Economy, Technology Bring Work to Vacations

by Luke Jones  on Monday, Sep. 3, 2012 12:00 am  

Who has time for vacations these days, anyway? Actually, plenty do - but they're taking work with them, and both technology and the economy are responsible

Johnson said that during her own vacation in July, she corresponded with employees on three of the four weekdays she was off.

"Based on today's economic times, you have to do more with less," said Michael Smith, human resources manager for the Clinton National Airport in Little Rock. "People leave and are terminated, and companies don't want to fill those positions, so you've got less and less of a team to work with. You want to take PTO, but the only other person who wanted to cover you is no longer working there. This is something a lot of other companies are faced with. It's a growing trend. You have to have that work-life balance, but there's so much work and not enough people to cover it."

Vogt said the work-life imbalance had something to do with the diversity of the American economy.

"We have such a strong service industry," she said. "That doesn't often come with vacation benefits, and we have a fairly strong agricultural industry as well, in most states, and I think the school year has changed in some pockets of the U.S."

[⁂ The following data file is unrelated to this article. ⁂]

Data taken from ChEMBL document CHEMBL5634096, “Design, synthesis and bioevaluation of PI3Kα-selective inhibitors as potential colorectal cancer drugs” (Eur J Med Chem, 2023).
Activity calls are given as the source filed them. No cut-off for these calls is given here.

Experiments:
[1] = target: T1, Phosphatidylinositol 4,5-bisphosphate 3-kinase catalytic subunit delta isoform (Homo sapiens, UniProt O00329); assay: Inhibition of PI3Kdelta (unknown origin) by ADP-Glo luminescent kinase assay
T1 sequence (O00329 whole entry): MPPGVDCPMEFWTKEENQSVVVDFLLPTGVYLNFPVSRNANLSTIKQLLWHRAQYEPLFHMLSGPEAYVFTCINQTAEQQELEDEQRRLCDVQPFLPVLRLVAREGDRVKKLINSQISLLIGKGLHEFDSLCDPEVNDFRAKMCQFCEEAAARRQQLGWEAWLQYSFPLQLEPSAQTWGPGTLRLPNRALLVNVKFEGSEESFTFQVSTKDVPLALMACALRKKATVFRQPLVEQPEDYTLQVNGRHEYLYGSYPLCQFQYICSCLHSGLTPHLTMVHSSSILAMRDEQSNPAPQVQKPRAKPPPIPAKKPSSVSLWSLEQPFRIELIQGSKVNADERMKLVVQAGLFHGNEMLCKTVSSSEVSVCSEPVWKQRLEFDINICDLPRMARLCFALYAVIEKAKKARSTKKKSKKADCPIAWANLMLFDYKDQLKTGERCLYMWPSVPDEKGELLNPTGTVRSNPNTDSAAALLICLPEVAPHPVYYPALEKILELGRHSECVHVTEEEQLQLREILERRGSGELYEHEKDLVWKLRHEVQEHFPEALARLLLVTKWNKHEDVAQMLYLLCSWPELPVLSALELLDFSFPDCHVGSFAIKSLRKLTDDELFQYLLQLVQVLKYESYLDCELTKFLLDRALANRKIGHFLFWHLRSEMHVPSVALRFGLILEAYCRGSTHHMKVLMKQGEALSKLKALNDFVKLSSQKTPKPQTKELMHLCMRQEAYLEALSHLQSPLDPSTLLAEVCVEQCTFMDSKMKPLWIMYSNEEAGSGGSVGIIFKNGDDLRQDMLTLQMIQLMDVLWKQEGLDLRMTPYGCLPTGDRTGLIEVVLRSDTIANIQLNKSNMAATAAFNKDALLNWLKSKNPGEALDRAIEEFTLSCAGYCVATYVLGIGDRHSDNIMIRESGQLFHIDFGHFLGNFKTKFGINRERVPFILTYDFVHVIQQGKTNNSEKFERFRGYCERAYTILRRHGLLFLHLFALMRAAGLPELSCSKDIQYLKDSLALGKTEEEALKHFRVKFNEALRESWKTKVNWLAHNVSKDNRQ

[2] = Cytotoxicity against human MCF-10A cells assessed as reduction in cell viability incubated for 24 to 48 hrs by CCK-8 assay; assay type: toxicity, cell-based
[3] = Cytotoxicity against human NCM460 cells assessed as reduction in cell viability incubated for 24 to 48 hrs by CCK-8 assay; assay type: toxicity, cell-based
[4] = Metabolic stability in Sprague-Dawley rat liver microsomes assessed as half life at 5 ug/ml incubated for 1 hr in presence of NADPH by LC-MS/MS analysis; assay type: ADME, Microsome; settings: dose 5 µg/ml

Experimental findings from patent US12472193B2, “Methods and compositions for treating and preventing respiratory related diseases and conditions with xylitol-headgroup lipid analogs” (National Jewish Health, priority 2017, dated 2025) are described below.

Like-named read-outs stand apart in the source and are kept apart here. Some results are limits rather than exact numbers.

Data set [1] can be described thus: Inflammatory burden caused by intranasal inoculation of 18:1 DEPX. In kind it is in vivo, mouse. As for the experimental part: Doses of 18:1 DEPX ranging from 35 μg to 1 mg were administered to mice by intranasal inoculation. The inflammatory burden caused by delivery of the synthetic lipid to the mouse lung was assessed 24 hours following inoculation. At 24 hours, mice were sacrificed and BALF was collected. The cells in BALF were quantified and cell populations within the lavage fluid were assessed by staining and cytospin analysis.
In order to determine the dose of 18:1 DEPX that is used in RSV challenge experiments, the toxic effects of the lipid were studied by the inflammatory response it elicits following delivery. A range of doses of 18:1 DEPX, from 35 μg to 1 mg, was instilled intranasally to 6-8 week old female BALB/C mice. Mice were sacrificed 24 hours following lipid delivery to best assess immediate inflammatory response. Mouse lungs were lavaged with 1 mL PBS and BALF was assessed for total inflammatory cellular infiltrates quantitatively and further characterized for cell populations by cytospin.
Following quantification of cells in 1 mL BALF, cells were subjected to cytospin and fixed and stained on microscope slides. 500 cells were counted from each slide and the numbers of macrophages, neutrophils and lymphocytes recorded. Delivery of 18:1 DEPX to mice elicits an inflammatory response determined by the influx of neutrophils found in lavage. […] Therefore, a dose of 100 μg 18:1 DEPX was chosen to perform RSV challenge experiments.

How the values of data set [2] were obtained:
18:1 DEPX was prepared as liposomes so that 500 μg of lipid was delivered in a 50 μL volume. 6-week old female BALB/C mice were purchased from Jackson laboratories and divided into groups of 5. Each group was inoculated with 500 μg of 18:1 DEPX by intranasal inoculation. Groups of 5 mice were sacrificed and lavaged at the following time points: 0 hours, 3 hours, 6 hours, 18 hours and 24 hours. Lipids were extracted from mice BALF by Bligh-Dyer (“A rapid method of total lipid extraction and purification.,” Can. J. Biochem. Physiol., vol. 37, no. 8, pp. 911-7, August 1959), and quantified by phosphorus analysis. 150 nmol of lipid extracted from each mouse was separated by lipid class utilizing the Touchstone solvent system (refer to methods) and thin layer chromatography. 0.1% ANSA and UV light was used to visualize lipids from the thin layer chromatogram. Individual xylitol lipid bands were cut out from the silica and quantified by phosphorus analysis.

Smith said his management position means that he is usually on call. The airport itself employs about 165 workers, mostly hourly. Smith said the work-life imbalance hadn't hit the airport as hard as some other workplaces.

A Continuing Trend

The future doesn't look too good for those who want to totally unplug from work.

"I see it getting worse," Johnson said. "There are more tools available to stay attached. We're in that type of society. And I feel there's a psychological side to it: Some people are email junkies. They hear the beep, they look down, see emails, and they have to check them. I think employers ... maybe they don't take advantage of it, but they don't discourage it either."

"If vacations are to get away and relax, then yes, vacations might be in danger," said Vogt. "And I think it will rest in the consumer's purview to decide whether [workers] can leave and be away from the office. I think some will succeed and others will not. I think the vacation - in terms of getting that relaxed, unplugged and balanced life - I think for some, it's harder to achieve that outcome if they aren't able to leave their office behind."

Vogt said she tends to stay connected when she's on her own vacations. But does she work away from home?

"I try not to," she said. "I think I'm like other people. If they do a little bit every day, then when they get back it won't be as bad. Taking care of a few things on vacation means that Monday, when I do hit the office, I'm not snowed under. I think that's what motivates a lot of people to stay connected."

(There remains one place really hard to reach: the middle of the ocean.)

 

 

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